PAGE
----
Elmas’ story is one that staff at women’s shelters often hear from immigrant and ethnic women. 

Keri Lewis, the executive director of Nelson House in Ottawa, says more than half of the women staying at the shelter are immigrants and/or ethnic women. Lewis says the immigrant women specifically that she sees are often quite isolated due to language barriers.  

The trend is similar in Toronto. About 55 per cent of the women staying at Sandgate Women’s Shelter in York region are immigrants and/or ethnic women, according to Jehan Chaudhry, Sandgate’s executive director. Of that number, 35 per cent are of Middle Eastern descent. 

The types of cases both shelters handle are similar and include women fleeing physical and emotional abuse, forced or arranged marriages, and honour-based crimes.  

According to Chaudhry, the women who most often don’t seek help are the ones who don’t speak English or French and aren’t aware of the services offered by shelters.

Another factor barring women from running to safety is their concern about the impact of being separated from their children. Sometimes a woman who tries to leave her husband gets pressured by her community to stay.  

Economic dependency and fear of further victimization are other factors that force immigrant women to stay in abusive relationships. 

Priya Kharat, a counsellor at the Students’ Union Wellness Centre at the University of Calgary, found in her research that new immigrant women compare Canadian law enforcement with law enforcement in their native countries, which are often corrupt and unfair, so they fear seeking help.  

[quote align="center" color="#999999"]“What they were doing was wrong, no matter what they said, I knew it was wrong.”[/quote]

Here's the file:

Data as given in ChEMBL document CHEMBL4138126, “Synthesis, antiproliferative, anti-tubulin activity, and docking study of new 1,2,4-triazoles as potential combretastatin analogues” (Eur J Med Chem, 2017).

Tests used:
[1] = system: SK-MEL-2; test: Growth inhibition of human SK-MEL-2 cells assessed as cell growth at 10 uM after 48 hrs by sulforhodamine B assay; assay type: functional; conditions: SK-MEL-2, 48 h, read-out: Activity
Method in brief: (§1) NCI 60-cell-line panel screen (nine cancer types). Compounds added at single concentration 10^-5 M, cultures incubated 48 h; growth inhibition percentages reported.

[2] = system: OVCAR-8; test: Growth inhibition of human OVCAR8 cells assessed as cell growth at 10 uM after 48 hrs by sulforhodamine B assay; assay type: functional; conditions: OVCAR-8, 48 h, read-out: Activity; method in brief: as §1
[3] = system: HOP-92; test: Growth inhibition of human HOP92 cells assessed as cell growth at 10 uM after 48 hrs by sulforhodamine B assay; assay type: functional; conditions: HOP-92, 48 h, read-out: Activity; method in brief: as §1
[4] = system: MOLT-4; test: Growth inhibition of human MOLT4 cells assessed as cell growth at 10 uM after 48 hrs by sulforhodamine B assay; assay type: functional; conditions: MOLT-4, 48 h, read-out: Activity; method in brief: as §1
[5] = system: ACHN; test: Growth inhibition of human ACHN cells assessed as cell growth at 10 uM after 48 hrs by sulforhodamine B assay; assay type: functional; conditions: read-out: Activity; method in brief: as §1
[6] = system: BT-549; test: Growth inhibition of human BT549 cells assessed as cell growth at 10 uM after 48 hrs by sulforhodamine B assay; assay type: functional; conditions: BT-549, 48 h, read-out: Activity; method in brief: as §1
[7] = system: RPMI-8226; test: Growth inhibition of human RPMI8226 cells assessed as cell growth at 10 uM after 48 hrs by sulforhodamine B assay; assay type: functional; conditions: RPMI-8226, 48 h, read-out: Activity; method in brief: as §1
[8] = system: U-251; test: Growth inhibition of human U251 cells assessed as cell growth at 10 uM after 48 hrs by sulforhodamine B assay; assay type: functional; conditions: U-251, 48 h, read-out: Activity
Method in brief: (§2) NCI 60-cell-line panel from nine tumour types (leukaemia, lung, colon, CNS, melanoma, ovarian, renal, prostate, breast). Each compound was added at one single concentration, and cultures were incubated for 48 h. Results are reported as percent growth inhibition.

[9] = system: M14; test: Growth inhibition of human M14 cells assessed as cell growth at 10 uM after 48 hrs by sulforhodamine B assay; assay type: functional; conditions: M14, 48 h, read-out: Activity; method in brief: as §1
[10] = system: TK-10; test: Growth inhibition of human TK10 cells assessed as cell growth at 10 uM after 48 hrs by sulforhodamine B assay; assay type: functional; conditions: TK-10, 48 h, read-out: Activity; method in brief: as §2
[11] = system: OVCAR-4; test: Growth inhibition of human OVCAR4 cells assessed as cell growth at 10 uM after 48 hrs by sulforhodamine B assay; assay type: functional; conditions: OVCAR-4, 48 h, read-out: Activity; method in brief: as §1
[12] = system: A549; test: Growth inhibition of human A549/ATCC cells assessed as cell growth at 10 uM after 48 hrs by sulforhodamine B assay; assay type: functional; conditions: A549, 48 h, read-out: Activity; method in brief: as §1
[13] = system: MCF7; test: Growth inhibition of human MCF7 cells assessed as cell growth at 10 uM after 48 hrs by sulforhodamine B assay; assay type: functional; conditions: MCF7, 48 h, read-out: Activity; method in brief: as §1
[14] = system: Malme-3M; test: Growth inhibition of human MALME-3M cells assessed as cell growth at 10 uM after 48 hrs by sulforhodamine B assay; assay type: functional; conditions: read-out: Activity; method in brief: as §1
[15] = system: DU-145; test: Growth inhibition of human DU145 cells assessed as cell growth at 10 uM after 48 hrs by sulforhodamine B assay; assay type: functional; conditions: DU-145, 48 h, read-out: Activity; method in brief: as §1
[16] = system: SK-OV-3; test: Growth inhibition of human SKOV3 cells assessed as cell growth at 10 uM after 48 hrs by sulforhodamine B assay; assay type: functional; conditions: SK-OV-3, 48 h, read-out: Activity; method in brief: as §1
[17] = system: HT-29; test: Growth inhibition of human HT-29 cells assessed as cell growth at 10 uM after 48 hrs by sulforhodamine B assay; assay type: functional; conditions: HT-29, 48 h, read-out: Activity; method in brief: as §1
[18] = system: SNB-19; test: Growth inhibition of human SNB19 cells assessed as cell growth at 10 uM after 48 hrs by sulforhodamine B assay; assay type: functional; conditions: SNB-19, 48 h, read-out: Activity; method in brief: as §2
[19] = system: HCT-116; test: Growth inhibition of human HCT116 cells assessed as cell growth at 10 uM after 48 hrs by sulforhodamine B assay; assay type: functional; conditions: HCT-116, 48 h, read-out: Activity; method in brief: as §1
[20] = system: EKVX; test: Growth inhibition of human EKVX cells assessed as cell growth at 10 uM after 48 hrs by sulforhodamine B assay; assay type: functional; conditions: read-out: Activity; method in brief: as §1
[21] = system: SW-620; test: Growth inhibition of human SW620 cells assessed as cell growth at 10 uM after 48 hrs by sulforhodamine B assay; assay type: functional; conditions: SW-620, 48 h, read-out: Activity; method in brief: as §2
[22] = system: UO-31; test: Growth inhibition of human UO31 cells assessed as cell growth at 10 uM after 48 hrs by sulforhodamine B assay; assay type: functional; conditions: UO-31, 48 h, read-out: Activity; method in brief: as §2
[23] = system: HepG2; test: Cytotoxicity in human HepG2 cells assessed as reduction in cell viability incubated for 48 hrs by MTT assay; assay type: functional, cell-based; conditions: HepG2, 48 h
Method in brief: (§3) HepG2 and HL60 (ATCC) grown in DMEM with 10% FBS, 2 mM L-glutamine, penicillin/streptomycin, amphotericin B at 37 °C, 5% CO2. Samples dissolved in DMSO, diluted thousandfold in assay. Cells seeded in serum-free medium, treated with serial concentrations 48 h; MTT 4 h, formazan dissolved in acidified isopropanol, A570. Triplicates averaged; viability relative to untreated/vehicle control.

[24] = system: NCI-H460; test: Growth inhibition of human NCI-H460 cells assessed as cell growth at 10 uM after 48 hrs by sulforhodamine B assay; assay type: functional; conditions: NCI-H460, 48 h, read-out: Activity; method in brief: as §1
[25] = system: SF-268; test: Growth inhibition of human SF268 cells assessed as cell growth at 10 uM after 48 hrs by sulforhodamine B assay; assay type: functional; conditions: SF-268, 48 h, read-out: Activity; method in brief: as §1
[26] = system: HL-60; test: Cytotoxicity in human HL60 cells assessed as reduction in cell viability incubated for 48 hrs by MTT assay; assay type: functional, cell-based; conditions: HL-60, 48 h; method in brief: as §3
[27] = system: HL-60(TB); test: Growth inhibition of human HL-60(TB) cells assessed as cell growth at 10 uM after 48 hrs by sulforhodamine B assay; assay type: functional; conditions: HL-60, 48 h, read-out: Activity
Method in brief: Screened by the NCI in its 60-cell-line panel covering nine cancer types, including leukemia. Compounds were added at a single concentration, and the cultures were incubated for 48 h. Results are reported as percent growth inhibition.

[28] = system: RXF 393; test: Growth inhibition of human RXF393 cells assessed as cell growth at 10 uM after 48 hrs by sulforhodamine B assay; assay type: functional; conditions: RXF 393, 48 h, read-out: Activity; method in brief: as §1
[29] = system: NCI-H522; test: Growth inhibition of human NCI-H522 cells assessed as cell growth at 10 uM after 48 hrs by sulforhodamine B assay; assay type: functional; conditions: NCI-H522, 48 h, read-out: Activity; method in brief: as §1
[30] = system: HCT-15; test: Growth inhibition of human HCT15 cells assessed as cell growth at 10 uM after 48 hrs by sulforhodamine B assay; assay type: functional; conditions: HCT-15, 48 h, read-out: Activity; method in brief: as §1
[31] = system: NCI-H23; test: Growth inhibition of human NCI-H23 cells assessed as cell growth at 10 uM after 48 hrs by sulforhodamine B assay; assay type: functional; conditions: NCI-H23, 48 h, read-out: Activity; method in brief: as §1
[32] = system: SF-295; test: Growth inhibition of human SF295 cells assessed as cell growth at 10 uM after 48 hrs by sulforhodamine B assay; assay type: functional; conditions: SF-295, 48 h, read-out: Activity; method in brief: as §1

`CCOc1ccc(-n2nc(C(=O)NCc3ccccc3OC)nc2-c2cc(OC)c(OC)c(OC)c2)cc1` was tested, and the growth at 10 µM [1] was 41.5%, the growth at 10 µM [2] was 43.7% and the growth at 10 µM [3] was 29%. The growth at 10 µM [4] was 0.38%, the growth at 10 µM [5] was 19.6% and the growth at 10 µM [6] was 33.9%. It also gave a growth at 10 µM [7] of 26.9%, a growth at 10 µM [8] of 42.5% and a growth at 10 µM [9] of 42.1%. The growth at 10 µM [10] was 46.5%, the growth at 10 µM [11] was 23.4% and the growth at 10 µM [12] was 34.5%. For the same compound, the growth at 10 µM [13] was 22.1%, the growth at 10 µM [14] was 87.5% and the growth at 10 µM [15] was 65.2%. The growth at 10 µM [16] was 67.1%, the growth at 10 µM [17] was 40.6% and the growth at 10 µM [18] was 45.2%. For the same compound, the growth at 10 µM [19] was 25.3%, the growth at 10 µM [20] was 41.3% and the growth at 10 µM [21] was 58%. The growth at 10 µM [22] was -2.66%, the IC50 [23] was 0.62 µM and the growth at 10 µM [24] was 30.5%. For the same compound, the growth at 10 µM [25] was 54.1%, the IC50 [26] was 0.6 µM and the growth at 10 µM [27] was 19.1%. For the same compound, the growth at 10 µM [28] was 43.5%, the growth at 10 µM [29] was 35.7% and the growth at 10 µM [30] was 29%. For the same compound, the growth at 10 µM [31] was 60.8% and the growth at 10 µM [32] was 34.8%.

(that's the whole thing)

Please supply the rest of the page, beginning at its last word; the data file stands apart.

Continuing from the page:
Difficult to leave  

Elmas had many second thoughts about running away.  

“I felt that it wasn’t right for me to leave if I didn’t give them a full chance,” she says. But her parents didn’t change their approach. They continued to emotionally and physically abuse her, and often would inflict the same pain on her younger siblings.  

“It was against my religion,” says Elmas, who is Muslim. “What they were doing was wrong, no matter what they said, I knew it was wrong.”  

The day she left is seared into her memory. She remembers feeling nervous and nauseous. “But I knew it was the direction that I had to go on,” she explains. 

Elmas had a friend who helped her leave home and find a shelter and a lawyer – support many women do not have. According to Chaudhry, one of the main challenges abused immigrant women face is not knowing how to navigate the Canadian system. 

Chaudhry says that’s why it’s important for shelter staff to provide facilities for women based on their specific cultural and language needs.  

Sandgate has Arabic and Farsi interpreters, a room designated for prayers and halal food options, for example.  

Now that she is at a shelter, Elmas says she feels safe. Her goal is to enrol in university once more and pursue her dream of becoming a nurse.  

Her advice for women and girls going through a similar experience is not to run unless they are committed to following through. 

“You’ll end up wanting to go back and if you go back, it’ll be even worse than before.”

Journalist Judy Trinh mentored the writer of this article through the NCM Mentoring Program 

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Published in Health

by Kelsey Power in Halifax, Nova Scotia

Many immigrant women who are experiencing domestic violence require culturally sensitive support services. A new project on Canada’s east coast aims to ensure these types of services are made available.

The New Brunswick Multicultural Council (NBMC) received almost $230,000 in funding from Status of Women Canada to create projects to ensure local domestic and family violence service providers, as well as settlement service providers, are adequately equipped to support immigrant women experiencing violence at home.

“We don’t know that the rates are different amongst immigrant women, but what we do know is that even though it’s difficult for everybody to disclose and seek help, we want to make it as easy as possible when they do,” says Dr. Catherine Holtmann, director of the Muriel McQueen Fergusson Centre for Family Violence Research (MMFC), one of the project’s partners. “We’ll respond in ways that are appropriate and help them to stop the violence in their lives.”